Most summer events in Cayuga County have been canceled due to the COVID-19 pandemic, but the Sterling Renaissance Festival may not be one of them.
The owners of the outdoor attraction are planning to open it for its 44th season this summer, they announced on Facebook Monday.
"We feel it is important for the longevity of our event and for our many loyal patrons to open, even during this time of pain, fear, and division, or perhaps because of it," said owners Doug and Carol Waterbury, of Empire Attractions. "The Sterling Faire is a place of peace, celebration, and fellowship that we can all use right now."
Speaking to The Citizen, Doug Waterbury said the festival would begin Saturday, July 11, a week later than usual, and continue for six weekends through Sunday, Aug. 16.
But first, Waterbury added, the festival has to be allowed, and able, to open.
That means the central New York region has to reach phase four — arts, entertainment, recreation and education — of the state's reopening schedule by then. Deanna Ryan, a senior public health educator with the Cayuga County Health Department, said phase four does not yet have a date attached. It could begin as soon as June 26, since phase one began May 15 and Gov. Andrew Cuomo said each phase will last about two weeks. But that's only if, at a minimum, the region meets the necessary hospitalization, testing and other criteria to move through the phases as fast as possible.
The festival could face another obstacle: Cuomo has said that "attractive nuisances" will probably have to remain closed until the entire state has reopened. That's because such events, like the New York State Fair, draw heavily from outside their regions. And many of the 100,000 people the festival draws to the village of Fair Haven every summer are indeed from outside central New York.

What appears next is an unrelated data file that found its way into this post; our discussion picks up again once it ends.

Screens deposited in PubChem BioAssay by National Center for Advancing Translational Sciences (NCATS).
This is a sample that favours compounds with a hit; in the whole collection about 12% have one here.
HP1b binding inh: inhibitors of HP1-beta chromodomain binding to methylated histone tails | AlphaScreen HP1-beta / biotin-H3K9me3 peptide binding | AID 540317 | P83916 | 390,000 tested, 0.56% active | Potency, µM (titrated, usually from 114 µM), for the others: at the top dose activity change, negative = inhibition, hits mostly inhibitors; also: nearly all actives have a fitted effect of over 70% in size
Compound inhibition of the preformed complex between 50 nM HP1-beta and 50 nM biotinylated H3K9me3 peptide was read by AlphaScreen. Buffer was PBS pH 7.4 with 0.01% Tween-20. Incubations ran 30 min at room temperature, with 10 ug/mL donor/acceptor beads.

The Sterling Renaissance Festival is facing legal action from the town of Sterling due to its owner's refusal to obtain event permits and a fi…
Those crowds were the basis of yet another obstacle before the pandemic. In January, Sterling Town Supervisor June Smith said the town was preparing litigation against the Waterburys due to their refusal to obtain mass gathering permits and a fire inspection for the festival in 2019. Waterbury said Tuesday the town has reversed course; Smith did not respond to a request for comment.
But in the event the festival is cleared by state and local authorities to open, it also has to secure commitments from enough of its artisans, performers and vendors to do so, Waterbury said. He's a little more confident about that, though. Some older personnel would sit out this year's festival, Waterbury continued, but most would likely return.
Still, COVID-19 would force some other changes at the festival. Waterbury said he's prepared to adopt any protective measures he has to, from making hand sanitizer available and more frequently cleaning surfaces to making both visitors and staff wear face masks. The festival would also sell masks, Waterbury added, including more decorative options to keep with the attraction's 1585 setting.
The festival is also prepared to reduce its capacity significantly, Waterbury said. And it might have to, because he believes demand will be high due to the cancellation of other summer attractions.
"I think we'll have a lot of folks who are regular customers coming back, as well as a lot of new customers," he said.
Some visitors on the festival's Facebook page voiced their reluctance to return, though. Skeptical that proper social distancing is even possible on the festival's grounds, they accused the owners of risking the safety of customers and staff. Ryan said the county health department has received complaints about the festival's plans, too.
In response, the festival posted that it is following all state and federal guidelines, and not penalizing any staff who choose not to return this summer.
Whether the festival is able to open for the season or not, Waterbury said, it will be back next year for that staff. Tickets for this summer will be honored next summer as well.
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